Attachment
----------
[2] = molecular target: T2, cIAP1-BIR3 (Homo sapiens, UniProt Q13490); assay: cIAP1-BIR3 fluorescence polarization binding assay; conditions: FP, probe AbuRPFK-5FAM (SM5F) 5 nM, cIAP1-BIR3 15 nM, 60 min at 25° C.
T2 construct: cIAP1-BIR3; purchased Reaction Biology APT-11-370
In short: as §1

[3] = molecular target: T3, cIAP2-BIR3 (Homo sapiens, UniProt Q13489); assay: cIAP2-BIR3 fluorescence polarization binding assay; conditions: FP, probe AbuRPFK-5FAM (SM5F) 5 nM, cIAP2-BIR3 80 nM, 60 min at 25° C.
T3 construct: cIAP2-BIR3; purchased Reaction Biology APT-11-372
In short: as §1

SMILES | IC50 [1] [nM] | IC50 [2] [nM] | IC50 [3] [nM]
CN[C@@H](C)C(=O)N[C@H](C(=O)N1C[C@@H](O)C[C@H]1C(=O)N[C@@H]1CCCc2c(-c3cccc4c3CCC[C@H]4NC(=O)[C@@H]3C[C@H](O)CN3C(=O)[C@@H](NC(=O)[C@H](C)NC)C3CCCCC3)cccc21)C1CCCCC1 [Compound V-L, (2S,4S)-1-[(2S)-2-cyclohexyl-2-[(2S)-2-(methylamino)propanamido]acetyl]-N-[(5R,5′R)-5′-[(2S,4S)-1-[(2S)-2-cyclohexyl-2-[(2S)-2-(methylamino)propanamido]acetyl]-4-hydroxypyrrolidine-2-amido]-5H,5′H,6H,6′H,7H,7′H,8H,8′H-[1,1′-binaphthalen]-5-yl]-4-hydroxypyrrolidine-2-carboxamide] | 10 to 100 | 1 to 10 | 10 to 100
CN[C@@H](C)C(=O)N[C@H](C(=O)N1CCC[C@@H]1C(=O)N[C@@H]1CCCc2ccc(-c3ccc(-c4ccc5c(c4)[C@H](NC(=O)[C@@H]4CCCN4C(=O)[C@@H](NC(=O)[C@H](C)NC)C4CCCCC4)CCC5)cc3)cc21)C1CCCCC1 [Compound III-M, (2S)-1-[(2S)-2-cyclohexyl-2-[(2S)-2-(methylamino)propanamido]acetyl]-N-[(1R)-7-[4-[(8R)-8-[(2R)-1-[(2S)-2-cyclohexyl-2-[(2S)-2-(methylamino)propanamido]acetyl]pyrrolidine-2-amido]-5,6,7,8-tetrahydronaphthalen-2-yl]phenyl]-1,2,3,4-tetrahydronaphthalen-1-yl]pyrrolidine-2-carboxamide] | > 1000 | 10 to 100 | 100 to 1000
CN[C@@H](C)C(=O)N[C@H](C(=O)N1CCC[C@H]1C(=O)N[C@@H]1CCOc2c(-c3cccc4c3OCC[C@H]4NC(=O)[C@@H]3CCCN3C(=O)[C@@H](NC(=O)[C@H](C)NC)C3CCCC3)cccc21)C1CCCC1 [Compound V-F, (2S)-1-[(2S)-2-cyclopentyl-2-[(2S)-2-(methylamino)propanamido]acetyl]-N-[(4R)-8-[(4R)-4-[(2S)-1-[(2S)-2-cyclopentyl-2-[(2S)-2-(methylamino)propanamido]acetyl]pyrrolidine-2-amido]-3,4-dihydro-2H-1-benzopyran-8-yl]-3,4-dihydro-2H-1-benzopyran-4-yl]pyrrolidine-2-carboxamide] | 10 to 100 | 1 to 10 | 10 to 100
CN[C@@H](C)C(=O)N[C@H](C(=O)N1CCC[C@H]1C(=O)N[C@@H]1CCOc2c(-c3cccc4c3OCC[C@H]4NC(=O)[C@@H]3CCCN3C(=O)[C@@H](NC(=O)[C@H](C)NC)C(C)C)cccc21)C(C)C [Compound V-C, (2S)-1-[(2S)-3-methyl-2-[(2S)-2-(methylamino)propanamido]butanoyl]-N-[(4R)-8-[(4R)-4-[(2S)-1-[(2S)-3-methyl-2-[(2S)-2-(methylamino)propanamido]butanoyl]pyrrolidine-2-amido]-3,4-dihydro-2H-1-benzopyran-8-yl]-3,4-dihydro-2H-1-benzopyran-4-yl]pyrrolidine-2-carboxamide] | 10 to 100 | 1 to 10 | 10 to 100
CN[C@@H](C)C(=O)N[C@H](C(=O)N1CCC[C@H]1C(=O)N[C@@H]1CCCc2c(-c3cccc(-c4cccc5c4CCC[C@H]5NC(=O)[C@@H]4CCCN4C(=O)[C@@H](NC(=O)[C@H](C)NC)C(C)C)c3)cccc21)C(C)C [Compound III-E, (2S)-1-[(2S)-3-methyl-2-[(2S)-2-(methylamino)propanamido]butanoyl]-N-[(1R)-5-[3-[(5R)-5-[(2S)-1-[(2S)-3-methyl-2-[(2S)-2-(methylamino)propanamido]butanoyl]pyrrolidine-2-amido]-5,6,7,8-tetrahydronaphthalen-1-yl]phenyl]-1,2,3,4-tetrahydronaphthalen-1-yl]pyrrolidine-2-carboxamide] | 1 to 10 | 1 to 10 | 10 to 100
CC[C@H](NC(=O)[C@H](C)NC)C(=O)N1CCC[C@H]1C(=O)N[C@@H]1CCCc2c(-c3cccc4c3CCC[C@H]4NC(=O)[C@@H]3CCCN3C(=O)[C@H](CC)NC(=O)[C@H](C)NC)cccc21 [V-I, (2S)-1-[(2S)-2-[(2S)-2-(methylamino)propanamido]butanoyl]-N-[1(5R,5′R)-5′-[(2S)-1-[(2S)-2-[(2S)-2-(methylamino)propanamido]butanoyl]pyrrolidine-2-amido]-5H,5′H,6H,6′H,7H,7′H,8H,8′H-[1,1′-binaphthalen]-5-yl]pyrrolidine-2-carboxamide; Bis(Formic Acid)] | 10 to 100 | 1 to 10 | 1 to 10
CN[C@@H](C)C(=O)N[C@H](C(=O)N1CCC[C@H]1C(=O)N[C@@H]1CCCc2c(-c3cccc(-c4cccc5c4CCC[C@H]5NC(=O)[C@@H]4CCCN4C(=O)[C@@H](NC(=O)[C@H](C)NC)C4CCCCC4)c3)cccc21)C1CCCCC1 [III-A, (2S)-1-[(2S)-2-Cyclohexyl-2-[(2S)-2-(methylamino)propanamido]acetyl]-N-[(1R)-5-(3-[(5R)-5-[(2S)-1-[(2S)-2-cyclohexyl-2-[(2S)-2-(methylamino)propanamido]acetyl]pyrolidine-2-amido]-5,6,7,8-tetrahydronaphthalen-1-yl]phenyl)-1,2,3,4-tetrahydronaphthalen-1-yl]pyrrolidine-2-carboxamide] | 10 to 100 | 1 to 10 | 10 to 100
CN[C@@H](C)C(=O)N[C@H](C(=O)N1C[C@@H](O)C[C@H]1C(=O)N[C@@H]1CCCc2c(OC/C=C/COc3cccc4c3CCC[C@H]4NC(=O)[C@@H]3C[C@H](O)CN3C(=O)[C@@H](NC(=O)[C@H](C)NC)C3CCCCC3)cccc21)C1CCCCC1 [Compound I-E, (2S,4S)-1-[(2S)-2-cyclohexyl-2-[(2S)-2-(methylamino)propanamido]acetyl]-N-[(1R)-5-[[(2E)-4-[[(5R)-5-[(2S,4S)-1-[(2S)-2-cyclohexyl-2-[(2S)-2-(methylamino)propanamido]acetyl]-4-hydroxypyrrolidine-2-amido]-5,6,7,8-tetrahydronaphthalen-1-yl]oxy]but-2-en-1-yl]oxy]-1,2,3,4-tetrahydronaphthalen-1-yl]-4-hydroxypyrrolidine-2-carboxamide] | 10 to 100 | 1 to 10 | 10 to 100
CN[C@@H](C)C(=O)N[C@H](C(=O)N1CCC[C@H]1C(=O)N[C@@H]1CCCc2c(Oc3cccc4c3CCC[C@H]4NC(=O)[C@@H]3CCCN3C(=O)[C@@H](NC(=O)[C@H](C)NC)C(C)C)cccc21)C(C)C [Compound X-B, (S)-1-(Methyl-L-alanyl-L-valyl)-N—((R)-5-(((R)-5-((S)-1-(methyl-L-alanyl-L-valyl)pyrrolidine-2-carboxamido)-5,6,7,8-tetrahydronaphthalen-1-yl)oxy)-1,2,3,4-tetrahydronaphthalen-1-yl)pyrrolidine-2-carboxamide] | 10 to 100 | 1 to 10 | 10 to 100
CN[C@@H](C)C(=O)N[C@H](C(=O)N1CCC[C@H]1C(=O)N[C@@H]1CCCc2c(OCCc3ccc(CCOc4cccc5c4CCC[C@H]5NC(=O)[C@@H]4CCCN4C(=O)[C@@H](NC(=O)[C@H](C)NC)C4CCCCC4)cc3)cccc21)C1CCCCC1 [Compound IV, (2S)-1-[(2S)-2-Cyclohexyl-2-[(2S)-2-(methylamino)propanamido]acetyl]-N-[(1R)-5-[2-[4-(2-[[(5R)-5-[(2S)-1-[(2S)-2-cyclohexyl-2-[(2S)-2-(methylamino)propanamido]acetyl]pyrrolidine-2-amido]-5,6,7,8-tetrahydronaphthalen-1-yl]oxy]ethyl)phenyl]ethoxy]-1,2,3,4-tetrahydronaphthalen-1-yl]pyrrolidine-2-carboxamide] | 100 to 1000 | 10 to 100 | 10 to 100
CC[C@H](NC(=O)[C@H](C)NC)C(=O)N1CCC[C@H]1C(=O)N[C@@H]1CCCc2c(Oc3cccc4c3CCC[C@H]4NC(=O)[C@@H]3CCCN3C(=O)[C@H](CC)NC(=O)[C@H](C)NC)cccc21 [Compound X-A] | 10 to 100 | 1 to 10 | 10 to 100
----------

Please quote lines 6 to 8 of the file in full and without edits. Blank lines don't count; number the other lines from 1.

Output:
In short: as §1

SMILES | IC50 [1] [nM] | IC50 [2] [nM] | IC50 [3] [nM]
CN[C@@H](C)C(=O)N[C@H](C(=O)N1C[C@@H](O)C[C@H]1C(=O)N[C@@H]1CCCc2c(-c3cccc4c3CCC[C@H]4NC(=O)[C@@H]3C[C@H](O)CN3C(=O)[C@@H](NC(=O)[C@H](C)NC)C3CCCCC3)cccc21)C1CCCCC1 [Compound V-L, (2S,4S)-1-[(2S)-2-cyclohexyl-2-[(2S)-2-(methylamino)propanamido]acetyl]-N-[(5R,5′R)-5′-[(2S,4S)-1-[(2S)-2-cyclohexyl-2-[(2S)-2-(methylamino)propanamido]acetyl]-4-hydroxypyrrolidine-2-amido]-5H,5′H,6H,6′H,7H,7′H,8H,8′H-[1,1′-binaphthalen]-5-yl]-4-hydroxypyrrolidine-2-carboxamide] | 10 to 100 | 1 to 10 | 10 to 100